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Iacovos Constantinou
Iacovos Constantinou

Posted on • Originally published at Medium

Why we chose Tailwind CSS

This is the second part of a three posts series that discuss our switch from Bootstrap to Tailwind CSS.

This post in particular reflects on what problems Tailwind has solved for us. Throughout the first post, a little story was provided as background to our project.

Naming is hard

We all know that there are only two hard things in Computer Science: cache invalidation and naming things. Naming is especially hard in CSS.

You start with a narrow scope class name i.e. .page-header only then to realize that you can use the same CSS properties for .panel-title. You start with a wide scope class name and after a while you start thinking that you need to narrow down the scope or combine it with other utility classes.

There are of course solutions to this problem like BEM, a naming convention standard for CSS class names. I always found BEM a bit too verbose for my taste.

Tailwind takes the naming away in most of the cases, especially when you combine it with a component based solution.

Let's say you are building a new card component and you want to style the card header. You could introduce a new class i.e. .card__header, then define the CSS properties and maybe do same for the child components.

While the above works, the chances are that you are not going to use the same class anywhere else. With tailwind approach you will be ending doing something like <div class="text-xl text-gray-500 mx-5"> and you are done.

Looking back, this reason alone might was enough to reconsider Tailwind CSS.

Code reviews

One of the problems when reviewing front-end code is how the code spans across different locations. For example, a new class is added to a particular element and then you have to check how the corresponding class was defined in another place.

This over-complicates reviewing. Especially when there are changes on existing styles and you are not sure how this could affect the entire application.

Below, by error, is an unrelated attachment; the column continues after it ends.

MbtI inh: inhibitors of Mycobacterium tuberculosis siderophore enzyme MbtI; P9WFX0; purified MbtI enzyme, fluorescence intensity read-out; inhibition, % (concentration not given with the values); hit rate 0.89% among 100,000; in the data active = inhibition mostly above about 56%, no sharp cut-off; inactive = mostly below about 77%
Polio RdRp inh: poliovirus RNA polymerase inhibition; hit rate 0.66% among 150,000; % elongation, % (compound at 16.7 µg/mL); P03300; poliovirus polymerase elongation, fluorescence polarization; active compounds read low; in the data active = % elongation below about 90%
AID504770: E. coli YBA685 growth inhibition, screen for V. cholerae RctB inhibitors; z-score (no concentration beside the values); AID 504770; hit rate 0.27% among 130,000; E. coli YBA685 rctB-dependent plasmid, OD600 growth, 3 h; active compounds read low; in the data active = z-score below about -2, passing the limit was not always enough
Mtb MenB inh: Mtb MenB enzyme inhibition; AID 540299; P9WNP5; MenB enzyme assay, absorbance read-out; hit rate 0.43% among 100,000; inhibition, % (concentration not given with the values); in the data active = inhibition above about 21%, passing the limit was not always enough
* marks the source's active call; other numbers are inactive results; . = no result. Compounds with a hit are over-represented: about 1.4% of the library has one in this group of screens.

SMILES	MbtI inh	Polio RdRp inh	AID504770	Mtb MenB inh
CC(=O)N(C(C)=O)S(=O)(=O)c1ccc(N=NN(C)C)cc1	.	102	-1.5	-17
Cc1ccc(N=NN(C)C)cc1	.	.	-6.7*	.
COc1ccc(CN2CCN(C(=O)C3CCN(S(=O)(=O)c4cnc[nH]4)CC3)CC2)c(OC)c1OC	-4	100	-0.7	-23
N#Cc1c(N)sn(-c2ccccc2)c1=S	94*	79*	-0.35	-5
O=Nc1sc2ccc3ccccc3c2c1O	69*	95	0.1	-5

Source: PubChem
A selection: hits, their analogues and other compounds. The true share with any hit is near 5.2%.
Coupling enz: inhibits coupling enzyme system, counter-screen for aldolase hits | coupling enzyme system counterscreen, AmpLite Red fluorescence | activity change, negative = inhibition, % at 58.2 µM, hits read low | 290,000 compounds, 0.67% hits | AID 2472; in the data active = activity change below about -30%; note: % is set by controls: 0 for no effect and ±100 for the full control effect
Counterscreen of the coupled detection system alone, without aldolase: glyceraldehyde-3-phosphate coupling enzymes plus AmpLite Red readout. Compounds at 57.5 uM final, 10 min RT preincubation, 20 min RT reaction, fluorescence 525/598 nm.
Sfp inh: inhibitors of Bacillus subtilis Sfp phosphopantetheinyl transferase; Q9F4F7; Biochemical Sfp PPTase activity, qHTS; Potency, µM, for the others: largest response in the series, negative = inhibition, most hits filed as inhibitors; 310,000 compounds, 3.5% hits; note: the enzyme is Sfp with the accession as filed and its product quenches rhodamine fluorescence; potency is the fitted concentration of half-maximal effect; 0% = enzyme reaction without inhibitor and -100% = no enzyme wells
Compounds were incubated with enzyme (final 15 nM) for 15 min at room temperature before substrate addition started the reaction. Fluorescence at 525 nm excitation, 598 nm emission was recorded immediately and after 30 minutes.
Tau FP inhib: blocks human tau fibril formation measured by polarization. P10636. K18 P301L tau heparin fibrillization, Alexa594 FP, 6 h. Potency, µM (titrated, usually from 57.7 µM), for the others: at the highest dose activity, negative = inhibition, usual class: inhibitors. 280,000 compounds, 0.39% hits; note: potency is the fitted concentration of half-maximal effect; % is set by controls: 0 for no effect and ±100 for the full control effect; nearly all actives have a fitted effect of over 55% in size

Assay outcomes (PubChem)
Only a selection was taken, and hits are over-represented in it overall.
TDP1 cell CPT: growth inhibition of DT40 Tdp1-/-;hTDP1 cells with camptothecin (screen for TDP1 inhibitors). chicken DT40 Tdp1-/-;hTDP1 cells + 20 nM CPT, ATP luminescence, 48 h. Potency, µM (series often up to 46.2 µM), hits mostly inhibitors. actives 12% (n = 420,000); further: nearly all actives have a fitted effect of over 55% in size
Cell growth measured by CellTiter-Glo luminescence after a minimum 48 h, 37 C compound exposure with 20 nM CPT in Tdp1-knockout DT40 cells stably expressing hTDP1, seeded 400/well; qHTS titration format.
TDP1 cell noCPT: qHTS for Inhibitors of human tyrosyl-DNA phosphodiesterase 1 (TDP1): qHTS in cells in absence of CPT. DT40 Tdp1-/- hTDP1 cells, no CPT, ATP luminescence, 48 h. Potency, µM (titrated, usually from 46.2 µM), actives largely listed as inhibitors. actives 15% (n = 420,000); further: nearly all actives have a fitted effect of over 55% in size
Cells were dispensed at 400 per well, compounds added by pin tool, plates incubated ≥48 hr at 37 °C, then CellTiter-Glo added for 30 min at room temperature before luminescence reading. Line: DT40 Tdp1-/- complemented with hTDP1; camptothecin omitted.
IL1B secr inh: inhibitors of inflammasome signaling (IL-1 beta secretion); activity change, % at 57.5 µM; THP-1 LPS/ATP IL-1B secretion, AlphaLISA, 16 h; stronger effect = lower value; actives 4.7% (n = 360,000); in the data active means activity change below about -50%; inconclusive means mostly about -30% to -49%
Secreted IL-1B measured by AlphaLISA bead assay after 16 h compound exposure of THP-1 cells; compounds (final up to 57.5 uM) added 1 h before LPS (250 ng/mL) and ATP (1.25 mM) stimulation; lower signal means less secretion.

Code review is much easier to go through, when using utility classes along with HTML in one place. You can tell from the classes used what has been changed, without moving to the CSS. Also, you don't have to worry that the change had a negative affect somewhere else.

The above benefit was not initially clear. It slowly became obvious as we proceeded with the implementation and adoption of Tailwind CSS.

Built for components

Tailwind CSS is ideal when working with any component based library or framework like Angular and Vue. It helps you to improve how you approach re-usability.

Usually in such cases you have two ways to approach re-usability: via CSS classes and components.

Tailwind CSS, being a utility-first CSS framework, gives a great emphasis on re-usability via CSS classes. The scope of each CSS class is very narrow, which means that it can be re-used very easily. So this part of re-usability is pretty much well covered.

With the above in mind, the mindset is shifted towards component based re-usability. So instead of creating new classes that can be shared across components, we started thinking more about how we could solve this by introducing a new component.

Less rules to follow and one less layer of abstraction.


Throughout this post I analyzed the main three reasons why we eventually went with Tailwind CSS. There are other reasons of course, but these are the main ones.

As part of the next and final post of this series, we will be looking at some challenges and myths around Taiwlind CSS.

Make sure to follow me on, Medium or Twitter to read more about Angular, Tailwind and other dev topics.

Photo by Ross Findon on Unsplash

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